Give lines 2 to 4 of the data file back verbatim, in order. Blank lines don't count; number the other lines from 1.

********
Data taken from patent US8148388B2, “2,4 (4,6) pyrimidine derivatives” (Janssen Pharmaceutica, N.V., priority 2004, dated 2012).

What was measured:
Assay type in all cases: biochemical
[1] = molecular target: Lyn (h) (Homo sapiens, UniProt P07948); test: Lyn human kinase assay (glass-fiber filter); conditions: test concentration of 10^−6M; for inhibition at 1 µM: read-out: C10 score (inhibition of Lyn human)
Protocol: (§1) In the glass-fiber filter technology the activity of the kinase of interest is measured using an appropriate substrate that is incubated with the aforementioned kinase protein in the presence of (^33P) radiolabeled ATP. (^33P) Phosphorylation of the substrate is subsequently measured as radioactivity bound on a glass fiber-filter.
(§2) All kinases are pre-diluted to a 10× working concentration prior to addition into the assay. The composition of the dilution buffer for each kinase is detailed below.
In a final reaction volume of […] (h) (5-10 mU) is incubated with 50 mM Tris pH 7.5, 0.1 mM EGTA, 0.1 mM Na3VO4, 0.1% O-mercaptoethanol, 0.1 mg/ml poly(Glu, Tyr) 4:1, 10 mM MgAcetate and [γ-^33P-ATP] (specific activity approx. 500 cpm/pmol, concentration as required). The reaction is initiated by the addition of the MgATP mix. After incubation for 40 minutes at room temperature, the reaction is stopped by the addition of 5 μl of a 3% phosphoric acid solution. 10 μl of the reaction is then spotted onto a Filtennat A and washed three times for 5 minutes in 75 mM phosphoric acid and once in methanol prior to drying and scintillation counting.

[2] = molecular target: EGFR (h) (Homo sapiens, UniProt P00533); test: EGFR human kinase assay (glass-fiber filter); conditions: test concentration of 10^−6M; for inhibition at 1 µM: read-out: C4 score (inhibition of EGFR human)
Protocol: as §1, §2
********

What was measured:
Assay type in all cases: biochemical
[1] = molecular target: Lyn (h) (Homo sapiens, UniProt P07948); test: Lyn human kinase assay (glass-fiber filter); conditions: test concentration of 10^−6M; for inhibition at 1 µM: read-out: C10 score (inhibition of Lyn human)